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Don't Hang Your Hat on Pier 1

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The furniture is nice, but that's about it.

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If you step foot into my apartment back in the US, you might get the impression that I'm a major shareholder in Pier 1 Imports (PIR). Each room is decked out in Pier 1 furniture and decorations: the wall hangings, my bed frame, my dishes -- all Pier 1. But I'm not a major shareholder. In fact, I've never owned any piece of the furniture retailer.

That's because there's a distinct difference between brand and operational structure. From a consumer standpoint, I obviously really like the products. It's classic yet modern style and moderate pricing level is appealing.

Its business operational performance is not. Just three years ago, the stock nearly hit $20 per share. Today it sells for less than $4.

But the company seems to be making strides with its turnaround strategy, and since reaching its lows at less than $0.50 a share earlier this year, the stock has more than tripled.

Today alone it's up 12% from reporting second-quarter earnings.

The big question, then, is if Pier 1 Import's progress justifies the rallying stock price.

Admittedly, I'm rarely bullish on a turnaround play -- particularly one in the retail industry -- during a recession or sluggish economy. That said, I think Pier 1 is making a lot of right moves to regain momentum as a successful retailer.

Sure, sales fell 10% and comps dropped 7.6%. But keep in mind that every furniture retailer -- be it Ethan Allen (ETH), Furniture Brands (FO), or La-Z-Boy (LZB) -- is struggling to grow revenue.

Turns out that selling stuff that fills houses that people are foreclosing on isn't easy. So I'm pretty much overlooking the sales drop this quarter.

I'm more interested in management's ability to improve the gross margin by 270 basis points, as that indicates promotional activity was reined in. I also like the $43 million dollar inventory reduction and the decrease in selling, general, and administrative (SG&A)expense. Overall, the efforts paid off and resulted in an operating-loss improvement of 46%.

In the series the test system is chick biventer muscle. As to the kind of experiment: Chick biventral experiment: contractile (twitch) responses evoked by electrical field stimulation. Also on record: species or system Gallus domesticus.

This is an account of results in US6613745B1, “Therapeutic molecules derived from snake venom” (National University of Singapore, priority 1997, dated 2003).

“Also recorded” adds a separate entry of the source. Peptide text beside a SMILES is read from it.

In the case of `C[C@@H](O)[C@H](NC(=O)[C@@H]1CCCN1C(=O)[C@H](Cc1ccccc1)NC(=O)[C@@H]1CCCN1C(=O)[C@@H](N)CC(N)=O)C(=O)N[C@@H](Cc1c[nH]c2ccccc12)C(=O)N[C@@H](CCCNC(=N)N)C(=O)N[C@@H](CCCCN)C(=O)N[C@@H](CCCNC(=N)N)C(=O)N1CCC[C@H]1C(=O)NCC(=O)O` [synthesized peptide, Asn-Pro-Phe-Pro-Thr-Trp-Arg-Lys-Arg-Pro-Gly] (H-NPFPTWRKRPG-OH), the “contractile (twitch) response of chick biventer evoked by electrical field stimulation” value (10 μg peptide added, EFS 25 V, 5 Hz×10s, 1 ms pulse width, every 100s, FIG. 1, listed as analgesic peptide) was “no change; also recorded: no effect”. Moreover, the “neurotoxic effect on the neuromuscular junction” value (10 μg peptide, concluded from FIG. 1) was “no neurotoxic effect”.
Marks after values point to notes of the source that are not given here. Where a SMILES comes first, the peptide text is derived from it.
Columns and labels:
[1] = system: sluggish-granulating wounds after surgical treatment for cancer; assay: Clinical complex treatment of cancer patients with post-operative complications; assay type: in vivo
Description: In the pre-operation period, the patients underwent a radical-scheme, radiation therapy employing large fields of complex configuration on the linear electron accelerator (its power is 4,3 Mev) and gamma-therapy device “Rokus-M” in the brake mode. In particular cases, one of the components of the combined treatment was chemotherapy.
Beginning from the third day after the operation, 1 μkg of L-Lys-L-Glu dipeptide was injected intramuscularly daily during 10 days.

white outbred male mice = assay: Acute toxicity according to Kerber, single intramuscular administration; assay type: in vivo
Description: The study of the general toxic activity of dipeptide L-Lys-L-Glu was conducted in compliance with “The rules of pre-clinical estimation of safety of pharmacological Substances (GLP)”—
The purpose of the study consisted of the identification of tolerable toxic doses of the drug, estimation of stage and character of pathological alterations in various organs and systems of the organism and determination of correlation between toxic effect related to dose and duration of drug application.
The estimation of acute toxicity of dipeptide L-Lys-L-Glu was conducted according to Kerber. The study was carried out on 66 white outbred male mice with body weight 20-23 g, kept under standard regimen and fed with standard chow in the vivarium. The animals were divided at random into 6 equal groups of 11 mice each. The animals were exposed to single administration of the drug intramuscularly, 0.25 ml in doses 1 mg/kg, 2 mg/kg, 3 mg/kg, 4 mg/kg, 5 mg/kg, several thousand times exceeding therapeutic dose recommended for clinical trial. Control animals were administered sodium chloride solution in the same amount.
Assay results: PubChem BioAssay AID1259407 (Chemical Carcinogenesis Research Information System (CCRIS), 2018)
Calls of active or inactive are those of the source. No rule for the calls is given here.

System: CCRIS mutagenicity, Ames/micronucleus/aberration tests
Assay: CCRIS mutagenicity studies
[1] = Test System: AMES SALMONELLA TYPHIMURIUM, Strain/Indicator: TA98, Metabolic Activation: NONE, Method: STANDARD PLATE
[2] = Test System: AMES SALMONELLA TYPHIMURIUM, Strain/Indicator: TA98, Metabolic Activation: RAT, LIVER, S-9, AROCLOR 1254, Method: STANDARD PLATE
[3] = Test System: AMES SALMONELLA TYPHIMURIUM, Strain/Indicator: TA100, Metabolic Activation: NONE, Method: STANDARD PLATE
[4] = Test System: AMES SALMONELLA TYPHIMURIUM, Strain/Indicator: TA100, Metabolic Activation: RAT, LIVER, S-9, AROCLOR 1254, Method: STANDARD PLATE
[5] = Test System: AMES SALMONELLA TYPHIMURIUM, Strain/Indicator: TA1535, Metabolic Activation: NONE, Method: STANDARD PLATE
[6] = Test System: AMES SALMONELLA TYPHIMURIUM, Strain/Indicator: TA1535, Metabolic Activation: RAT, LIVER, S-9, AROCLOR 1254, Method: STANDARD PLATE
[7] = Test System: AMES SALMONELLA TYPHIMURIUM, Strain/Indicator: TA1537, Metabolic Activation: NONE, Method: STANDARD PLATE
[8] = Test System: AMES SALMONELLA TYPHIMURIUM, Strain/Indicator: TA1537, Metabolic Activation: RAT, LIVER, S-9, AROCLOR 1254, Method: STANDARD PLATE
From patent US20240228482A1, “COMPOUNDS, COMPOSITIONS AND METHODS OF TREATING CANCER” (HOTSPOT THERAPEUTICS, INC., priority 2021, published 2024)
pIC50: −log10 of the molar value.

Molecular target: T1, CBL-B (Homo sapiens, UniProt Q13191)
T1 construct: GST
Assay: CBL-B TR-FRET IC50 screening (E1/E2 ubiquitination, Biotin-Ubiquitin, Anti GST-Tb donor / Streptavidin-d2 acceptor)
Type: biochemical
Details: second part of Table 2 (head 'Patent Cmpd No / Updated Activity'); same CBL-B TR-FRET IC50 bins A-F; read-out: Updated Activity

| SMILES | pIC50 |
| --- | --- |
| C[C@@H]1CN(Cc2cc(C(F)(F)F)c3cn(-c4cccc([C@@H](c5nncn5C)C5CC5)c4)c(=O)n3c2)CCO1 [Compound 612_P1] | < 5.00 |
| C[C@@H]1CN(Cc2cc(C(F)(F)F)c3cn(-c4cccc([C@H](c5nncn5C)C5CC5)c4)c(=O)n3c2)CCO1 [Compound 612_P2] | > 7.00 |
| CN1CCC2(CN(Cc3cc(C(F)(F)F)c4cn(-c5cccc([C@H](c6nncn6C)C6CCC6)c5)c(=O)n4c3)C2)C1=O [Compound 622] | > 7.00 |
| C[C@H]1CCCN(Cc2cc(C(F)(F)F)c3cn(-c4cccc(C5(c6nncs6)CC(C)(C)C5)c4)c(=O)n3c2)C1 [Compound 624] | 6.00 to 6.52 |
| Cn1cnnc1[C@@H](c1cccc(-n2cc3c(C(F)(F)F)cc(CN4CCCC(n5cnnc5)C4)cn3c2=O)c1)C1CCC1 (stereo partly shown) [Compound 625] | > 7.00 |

One of my biggest concerns about Pier 1 in the past was its leveraged business model. In order to improve its liquidity position, the company retired $69.5 million in convertible senior notes. Since the beginning of the year, it's retired $148.4 million.

Shareholders consequently have taken a hit as the retirement has diluted investors' ownership.

However, I think it was the right move as hefty interest expenses can be deathly to profitless companies -- particularly companies that currently aren't growing sales.

Despite all the progress, I certainly wouldn't buy Pier 1 stock right now. I'm far more optimistic about the company today than I was a year ago, but management still has tremendous work to do to get itself back on track.

I think investors are pouring money into the company too prematurely and the stock has been way overbought given its financial condition.

Teetering companies that are on the brink of failure are typically very volatile, so one piece of bad news could sink the stock. Perhaps Pier 1 can get its act together, but I'm not willing to bet money on it just yet.
No positions in stocks mentioned.
The information on this website solely reflects the analysis of or opinion about the performance of securities and financial markets by the writers whose articles appear on the site. The views expressed by the writers are not necessarily the views of Minyanville Media, Inc. or members of its management. Nothing contained on the website is intended to constitute a recommendation or advice addressed to an individual investor or category of investors to purchase, sell or hold any security, or to take any action with respect to the prospective movement of the securities markets or to solicit the purchase or sale of any security. Any investment decisions must be made by the reader either individually or in consultation with his or her investment professional. Minyanville writers and staff may trade or hold positions in securities that are discussed in articles appearing on the website. Writers of articles are required to disclose whether they have a position in any stock or fund discussed in an article, but are not permitted to disclose the size or direction of the position. Nothing on this website is intended to solicit business of any kind for a writer's business or fund. Minyanville management and staff as well as contributing writers will not respond to emails or other communications requesting investment advice.

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